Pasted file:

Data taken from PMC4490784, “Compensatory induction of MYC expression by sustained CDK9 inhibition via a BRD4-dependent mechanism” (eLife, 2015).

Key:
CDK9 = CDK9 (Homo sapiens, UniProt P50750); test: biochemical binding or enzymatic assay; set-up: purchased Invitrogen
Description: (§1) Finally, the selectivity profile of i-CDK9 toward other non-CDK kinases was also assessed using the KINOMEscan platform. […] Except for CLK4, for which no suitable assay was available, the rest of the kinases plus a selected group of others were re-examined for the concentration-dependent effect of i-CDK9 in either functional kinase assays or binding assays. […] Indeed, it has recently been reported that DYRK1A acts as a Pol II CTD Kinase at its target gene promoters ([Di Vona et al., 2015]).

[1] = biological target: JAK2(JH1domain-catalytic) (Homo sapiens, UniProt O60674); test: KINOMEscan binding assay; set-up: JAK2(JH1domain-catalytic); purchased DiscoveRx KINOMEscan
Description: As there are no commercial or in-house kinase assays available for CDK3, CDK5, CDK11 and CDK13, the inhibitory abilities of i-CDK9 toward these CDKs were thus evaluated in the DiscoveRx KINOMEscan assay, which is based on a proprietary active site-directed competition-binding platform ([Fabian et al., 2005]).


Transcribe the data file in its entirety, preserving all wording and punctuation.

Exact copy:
Data taken from PMC4490784, “Compensatory induction of MYC expression by sustained CDK9 inhibition via a BRD4-dependent mechanism” (eLife, 2015).

Key:
CDK9 = CDK9 (Homo sapiens, UniProt P50750); test: biochemical binding or enzymatic assay; set-up: purchased Invitrogen
Description: (§1) Finally, the selectivity profile of i-CDK9 toward other non-CDK kinases was also assessed using the KINOMEscan platform. […] Except for CLK4, for which no suitable assay was available, the rest of the kinases plus a selected group of others were re-examined for the concentration-dependent effect of i-CDK9 in either functional kinase assays or binding assays. […] Indeed, it has recently been reported that DYRK1A acts as a Pol II CTD Kinase at its target gene promoters ([Di Vona et al., 2015]).

[1] = biological target: JAK2(JH1domain-catalytic) (Homo sapiens, UniProt O60674); test: KINOMEscan binding assay; set-up: JAK2(JH1domain-catalytic); purchased DiscoveRx KINOMEscan
Description: As there are no commercial or in-house kinase assays available for CDK3, CDK5, CDK11 and CDK13, the inhibitory abilities of i-CDK9 toward these CDKs were thus evaluated in the DiscoveRx KINOMEscan assay, which is based on a proprietary active site-directed competition-binding platform ([Fabian et al., 2005]).